Love You to Bits



by Raul Stanciu STAFF
November 23rd, 2019 | 14 replies

Release Date: 11/22/2019 | Tracklist

Review Summary: 25 years in the making…

Once the main project of Steven Wilson and Tim Bowness, No-Man has evolved significantly over the years. While shape shifting from one album to another, their roots were definitely grounded in pop music. No matter how far they have ventured both together and separately, that pop sensibility eventually kicked in. At the beginning of this century, the group entered a more downtempo, late Talk Talk-esque phase that favored minimalism and subtlety over groovy beats. The atmosphere got darker with each LP, Together We’re Stranger & Schoolyard Ghosts featuring some of the bleakest tunes yet. As a result, the 180 degree turn taken on the latest project, Love You to Bits comes across as a surprising move. Nevertheless, it didn’t burst out of nowhere, since both men recently released two of their most accessible solo releases so far: To the Bone and Flowers at the Scene.

Love You to Bits is essentially a 36-minute composition (a la Porcupine Tree’s Voyage 34) that flows through several sonic phases ranging from funky disco to ethereal ambient passages. Divided into two main parts, ‘Love You to Bits’ (5 bits) and ‘Love You to Pieces’ (5 pieces), the song sees the two musicians reaching back to their original, early ‘90s sound, albeit with faint dips in later experiments. In fact, the former’s draft was recorded in late 1994, while working on a follow-up to Flowermouth. The tune was shelved multiple times over the years due to sonic incompatibilities with the then-current material, but was finally dug out in late 2018. After some months of rearrangements, plus further recording, ‘Love You to Pieces’ was conceived too. At a first glance, the whole project seems head scratching, yet after a couple of listens it really sinks in. As the synth bass and sequencers kick in on ‘Bit 1’, Tim passionately starts singing, accompanied by what seems to be a hazy, high pitched, E-bow guitar lead. Shortly, the disco groove settles in, alongside gentle piano notes. Although spiced with current production technology, this throwback to a long gone era is compelling. After a short interlude, ‘Bit 3’ introduces a playful, twangy guitar melody which soon will find its place in between the multiple layers (and will resurface later). Then, ‘Bit 4’ suddenly stops the beat, giving way to lush synth pads and a dreamy build-up during which Bowness’ lovely croon takes over. The Pink Floyd-esque guitar solo on this part fits brilliantly, reminiscing early PT output. A contrasting, noisier, oscillator-manipulated one follows, a nod to recent paths. The band always enjoyed pushing the envelope, combining disparate elements into weirdly cohesive journeys. This is pretty much what we’re offered with Love You to Bits.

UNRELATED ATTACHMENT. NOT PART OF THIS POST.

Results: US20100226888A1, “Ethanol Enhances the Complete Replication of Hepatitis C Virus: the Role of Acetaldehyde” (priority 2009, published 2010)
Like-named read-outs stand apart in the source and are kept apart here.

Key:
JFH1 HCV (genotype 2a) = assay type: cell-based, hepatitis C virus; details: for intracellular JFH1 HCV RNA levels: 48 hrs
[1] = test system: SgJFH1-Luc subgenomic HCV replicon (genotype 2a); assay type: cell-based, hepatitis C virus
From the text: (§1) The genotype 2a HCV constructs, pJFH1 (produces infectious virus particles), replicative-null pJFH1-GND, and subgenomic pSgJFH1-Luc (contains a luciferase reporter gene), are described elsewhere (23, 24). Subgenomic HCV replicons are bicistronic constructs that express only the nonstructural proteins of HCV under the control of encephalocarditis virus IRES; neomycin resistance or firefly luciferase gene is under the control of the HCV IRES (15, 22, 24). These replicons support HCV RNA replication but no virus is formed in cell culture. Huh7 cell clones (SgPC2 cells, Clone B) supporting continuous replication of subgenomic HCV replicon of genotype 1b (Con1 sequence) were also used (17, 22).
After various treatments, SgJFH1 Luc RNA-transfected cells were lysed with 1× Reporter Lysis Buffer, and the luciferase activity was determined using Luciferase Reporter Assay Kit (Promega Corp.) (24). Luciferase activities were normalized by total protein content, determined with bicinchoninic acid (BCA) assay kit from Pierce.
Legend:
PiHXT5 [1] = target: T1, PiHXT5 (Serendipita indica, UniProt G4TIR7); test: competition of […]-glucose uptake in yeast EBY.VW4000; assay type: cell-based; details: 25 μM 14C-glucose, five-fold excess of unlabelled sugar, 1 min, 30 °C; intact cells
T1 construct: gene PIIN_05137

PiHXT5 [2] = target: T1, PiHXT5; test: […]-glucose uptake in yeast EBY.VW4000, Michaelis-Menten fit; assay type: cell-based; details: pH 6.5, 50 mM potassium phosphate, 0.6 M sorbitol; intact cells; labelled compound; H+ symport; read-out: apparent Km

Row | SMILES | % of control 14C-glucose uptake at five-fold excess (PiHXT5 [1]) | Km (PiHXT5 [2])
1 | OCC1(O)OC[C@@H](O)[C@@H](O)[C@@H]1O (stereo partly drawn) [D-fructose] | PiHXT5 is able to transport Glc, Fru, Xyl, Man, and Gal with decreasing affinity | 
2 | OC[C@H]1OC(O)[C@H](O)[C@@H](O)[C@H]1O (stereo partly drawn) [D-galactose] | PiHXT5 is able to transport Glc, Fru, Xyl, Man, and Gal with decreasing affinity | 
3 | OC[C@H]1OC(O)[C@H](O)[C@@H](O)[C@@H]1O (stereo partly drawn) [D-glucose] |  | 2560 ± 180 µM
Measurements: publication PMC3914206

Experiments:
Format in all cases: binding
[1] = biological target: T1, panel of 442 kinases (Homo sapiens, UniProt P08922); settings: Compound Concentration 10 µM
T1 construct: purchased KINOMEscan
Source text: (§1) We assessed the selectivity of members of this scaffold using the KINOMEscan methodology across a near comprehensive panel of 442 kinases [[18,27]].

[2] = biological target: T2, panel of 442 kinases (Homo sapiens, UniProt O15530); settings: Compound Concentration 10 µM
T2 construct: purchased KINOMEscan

Venturing a bit from the tune’s core, ‘Love You to Pieces’ acts as a slightly moodier counterpart to its predecessor. A cello introduces ‘Piece 1’, growing into a slower paced version of the main groove with a stronger emphasis on sequencers. Bowness’ intense vocal contributions at times share a sinister undertone and the lyrics suggest difficulties in maintaining a love relationship and ponders the consequences of ending it. The old school trance influences reveal themselves through melodic key arpeggios, plus, ‘Piece 2’ and ‘Piece 3’ take their cues from early ‘90s dance music, complete with acid jazz influenced keyboard solos and Pet Shop Boys aesthetics. Nevertheless, there’s an inevitable come down to this party. The album’s finale sheds most instruments, leaving an airy synth pad to send us off. ‘Piece 5’ includes sparse piano notes that gradually fade out, while Tim cautiously contemplates the future of this relationship and perhaps losing interest in his partner. The ambient coda can be further explored on the bonus composition, ‘Love You to Shreds’ (see the LYTB EP). In a way, it wouldn’t be No-Man without presenting us both sides of things, leaving room for interpretations. The front man’s stories were usually centered on precise details, small gestures or reactions, as well as overthinking characters with hidden intentions and regrets.

I would say Love You to Bits is a polarizing record, yet after observing the band’s eclectic catalog, it doesn’t seem so surprising. The fan base might be divided, still, chances are a good part of it is open to any experiments Tim Bowness and Steven Wilson release (both have constantly explored new grounds). Despite the stylistic differences, there is significant attention to details and focus on groove. The only issue might be the fact that the LP is too insular. You get 36-minutes of music (50 if you add 'Love You to Shreds') that revolve around similar ideas. They managed to add a good amount of diversity, so you remain attentive. Even so, the piece can be better appreciated when digested as a whole, rather than separated. As a result, it doesn’t share the immediacy or peaks of previous affairs, however, I admire the way No-Man sewn it together. What's more important is that the duo continue to produce strong material and hopefully, it won't take another decade to receive new music from them.